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I'm dealing with a company that has 21 windows workstations.

I'd like to install linux on them to host Windows via a virtual machine.

I'd like each workstation to hide linux from the user, in that, I don't want them to be able to use the linux desktop.

After linux boots in the workstation, I want it to launch the windows virtual machine automatically.

When the user shuts down the virtual machine, I want the linux host to also shutdown. However, if the user reboots the virtual machine, I want the linux host to stay up.

Are there any VM solutions available, that are designed to be this transparent to the end-user?

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Exactly what are you hoping to achieve by doing this that you can't do by simply installing Windows on each of those machines? If you're using the host OS only to host the VM then you lose far more than you could ever hope to gain. –  John Gardeniers Jul 29 '12 at 12:11
    
manageability - make one image and deploy to all workstation. If user corrupts image, copy over the image with the original and boot from it. –  LonnieBest Jul 30 '12 at 21:21
    
You can do exactly the same thing without it being a VM. –  John Gardeniers Jul 30 '12 at 23:10
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@LonnieBest Um, what you're looking for is actually an imaging system and a standard image to go with it. I recommend F.O.G (Free Open Source Ghost) or Clonzeilla and a nice, clean base image that you keep updated, periodically. Do it right, and it's quicker to slap an image back down on a machine than it is to get a user to tell you what they screwed up. –  HopelessN00b Aug 1 '12 at 2:56
    
All the workstations are different brands and models, and therefore need different drivers etc. With a virtual machine, I can have one image that will run on all of them (top of a linux base system). –  LonnieBest Aug 1 '12 at 4:58

1 Answer 1

up vote 0 down vote accepted

Here's what I did:

I installed Ubuntu Desktop 12.04 onto the workstation, and set it to where the user automatically logs in (an option during installation).

Then I installed Virtual Box: sudo apt-get install virtualbox-ose

Then, I installed Windows XP into a VirtualBox virtual-machine.

After that, I launched virtual box and right clicked on that virtual machine and selected "Create Shortcut on Desktop".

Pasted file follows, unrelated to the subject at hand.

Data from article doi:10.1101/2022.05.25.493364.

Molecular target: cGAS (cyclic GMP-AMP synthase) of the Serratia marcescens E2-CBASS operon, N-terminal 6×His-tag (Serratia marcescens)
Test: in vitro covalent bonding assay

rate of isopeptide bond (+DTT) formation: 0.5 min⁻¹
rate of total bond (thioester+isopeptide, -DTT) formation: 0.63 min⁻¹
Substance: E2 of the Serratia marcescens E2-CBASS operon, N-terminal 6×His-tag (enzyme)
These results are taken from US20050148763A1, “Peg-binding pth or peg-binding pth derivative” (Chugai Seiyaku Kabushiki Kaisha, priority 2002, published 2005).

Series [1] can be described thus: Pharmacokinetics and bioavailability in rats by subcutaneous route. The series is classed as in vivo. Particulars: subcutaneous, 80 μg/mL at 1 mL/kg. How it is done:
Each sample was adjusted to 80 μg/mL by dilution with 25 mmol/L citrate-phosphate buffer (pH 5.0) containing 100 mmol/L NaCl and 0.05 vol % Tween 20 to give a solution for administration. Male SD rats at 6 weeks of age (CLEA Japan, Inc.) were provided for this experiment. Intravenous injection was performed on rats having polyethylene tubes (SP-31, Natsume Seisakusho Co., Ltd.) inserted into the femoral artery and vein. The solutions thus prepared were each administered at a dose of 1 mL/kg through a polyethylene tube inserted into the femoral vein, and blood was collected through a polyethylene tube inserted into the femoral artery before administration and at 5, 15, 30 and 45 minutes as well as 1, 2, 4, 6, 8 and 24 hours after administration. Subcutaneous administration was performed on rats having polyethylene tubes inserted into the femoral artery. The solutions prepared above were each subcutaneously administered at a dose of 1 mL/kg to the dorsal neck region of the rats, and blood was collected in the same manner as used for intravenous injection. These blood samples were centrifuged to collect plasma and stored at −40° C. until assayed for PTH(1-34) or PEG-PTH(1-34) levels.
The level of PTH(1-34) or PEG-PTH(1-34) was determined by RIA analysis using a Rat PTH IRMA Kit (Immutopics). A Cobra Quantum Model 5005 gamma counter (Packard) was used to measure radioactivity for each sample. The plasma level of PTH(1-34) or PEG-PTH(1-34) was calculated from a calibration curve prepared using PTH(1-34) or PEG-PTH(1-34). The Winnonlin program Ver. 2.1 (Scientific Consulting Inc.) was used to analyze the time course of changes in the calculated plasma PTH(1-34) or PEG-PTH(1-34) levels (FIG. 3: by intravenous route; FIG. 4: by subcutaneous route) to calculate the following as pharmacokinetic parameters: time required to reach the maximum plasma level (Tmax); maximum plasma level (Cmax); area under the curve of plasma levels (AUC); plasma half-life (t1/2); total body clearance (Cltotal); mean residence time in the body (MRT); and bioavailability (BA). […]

With the shortcut on the desktop, right-click on it an go to properties. Copy the command that launches this specific virtual machine.

Last, from the power menu of Ubuntu 12.04 (top-right), select "Start Up"; add an entry named Windows XP and paste the launch-command you copied from the Desktop shortcut you created. Alter that command by putting in the --fullscreen parameter.

After you do all this, you can reboot the workstation. It will automatically boot and log into Ubuntu, then it will automatically launch the Windows XP virtual machine fullscreen.

The employee doesn't have to know anything about ubuntu. The only thing you have to tell him, is that instead of ctrl-alt-delete, he must hit right-crtl-delete to get to his windows login prompt.

Before you let the employee use this virtual workstation, you'll want to clone it, and save a copy of it elsewhere (so if he ever screws it up, you can use replace his virtual machine image with the one you initially created).

To move this 13gig file somewhere else, I installed openssh-server onto the ubuntu workstation: sudo apt-get install openssh-server

After this, from the destination machine I installed filezilla client: http://filezilla-project.org/download.php/

With Filezilla, I was able to login to the ubuntu workstation via sftp, and download the cloned virtual machine for safe keeping.

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Sledgehammer, meet nail. –  MDMarra Aug 5 '12 at 18:38

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